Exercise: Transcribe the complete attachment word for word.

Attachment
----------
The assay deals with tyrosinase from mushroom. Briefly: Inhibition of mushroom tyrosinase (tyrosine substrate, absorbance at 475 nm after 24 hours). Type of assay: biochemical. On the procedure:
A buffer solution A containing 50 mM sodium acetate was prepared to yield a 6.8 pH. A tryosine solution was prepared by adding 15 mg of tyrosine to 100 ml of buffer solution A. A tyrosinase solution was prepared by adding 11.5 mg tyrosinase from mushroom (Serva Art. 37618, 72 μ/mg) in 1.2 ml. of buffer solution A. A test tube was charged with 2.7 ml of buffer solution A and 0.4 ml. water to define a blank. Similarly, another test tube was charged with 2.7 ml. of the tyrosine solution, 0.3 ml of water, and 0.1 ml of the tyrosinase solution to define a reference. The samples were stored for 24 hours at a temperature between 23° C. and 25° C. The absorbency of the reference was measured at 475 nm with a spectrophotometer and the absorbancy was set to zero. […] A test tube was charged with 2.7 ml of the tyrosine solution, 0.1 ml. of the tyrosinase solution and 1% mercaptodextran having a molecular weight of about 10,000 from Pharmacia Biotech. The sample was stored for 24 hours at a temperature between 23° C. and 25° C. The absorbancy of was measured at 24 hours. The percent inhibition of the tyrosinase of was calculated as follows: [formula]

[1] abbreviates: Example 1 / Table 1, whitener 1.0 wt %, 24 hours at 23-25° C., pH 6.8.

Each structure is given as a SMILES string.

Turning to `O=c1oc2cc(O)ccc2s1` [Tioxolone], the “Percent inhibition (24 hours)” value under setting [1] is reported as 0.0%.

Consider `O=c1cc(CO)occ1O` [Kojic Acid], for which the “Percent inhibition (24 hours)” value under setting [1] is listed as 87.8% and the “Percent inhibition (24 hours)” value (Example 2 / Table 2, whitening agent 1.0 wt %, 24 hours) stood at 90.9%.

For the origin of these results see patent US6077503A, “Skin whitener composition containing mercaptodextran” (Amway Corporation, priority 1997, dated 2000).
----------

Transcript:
The assay deals with tyrosinase from mushroom. Briefly: Inhibition of mushroom tyrosinase (tyrosine substrate, absorbance at 475 nm after 24 hours). Type of assay: biochemical. On the procedure:
A buffer solution A containing 50 mM sodium acetate was prepared to yield a 6.8 pH. A tryosine solution was prepared by adding 15 mg of tyrosine to 100 ml of buffer solution A. A tyrosinase solution was prepared by adding 11.5 mg tyrosinase from mushroom (Serva Art. 37618, 72 μ/mg) in 1.2 ml. of buffer solution A. A test tube was charged with 2.7 ml of buffer solution A and 0.4 ml. water to define a blank. Similarly, another test tube was charged with 2.7 ml. of the tyrosine solution, 0.3 ml of water, and 0.1 ml of the tyrosinase solution to define a reference. The samples were stored for 24 hours at a temperature between 23° C. and 25° C. The absorbency of the reference was measured at 475 nm with a spectrophotometer and the absorbancy was set to zero. […] A test tube was charged with 2.7 ml of the tyrosine solution, 0.1 ml. of the tyrosinase solution and 1% mercaptodextran having a molecular weight of about 10,000 from Pharmacia Biotech. The sample was stored for 24 hours at a temperature between 23° C. and 25° C. The absorbancy of was measured at 24 hours. The percent inhibition of the tyrosinase of was calculated as follows: [formula]

[1] abbreviates: Example 1 / Table 1, whitener 1.0 wt %, 24 hours at 23-25° C., pH 6.8.

Each structure is given as a SMILES string.

Turning to `O=c1oc2cc(O)ccc2s1` [Tioxolone], the “Percent inhibition (24 hours)” value under setting [1] is reported as 0.0%.

Consider `O=c1cc(CO)occ1O` [Kojic Acid], for which the “Percent inhibition (24 hours)” value under setting [1] is listed as 87.8% and the “Percent inhibition (24 hours)” value (Example 2 / Table 2, whitening agent 1.0 wt %, 24 hours) stood at 90.9%.

For the origin of these results see patent US6077503A, “Skin whitener composition containing mercaptodextran” (Amway Corporation, priority 1997, dated 2000).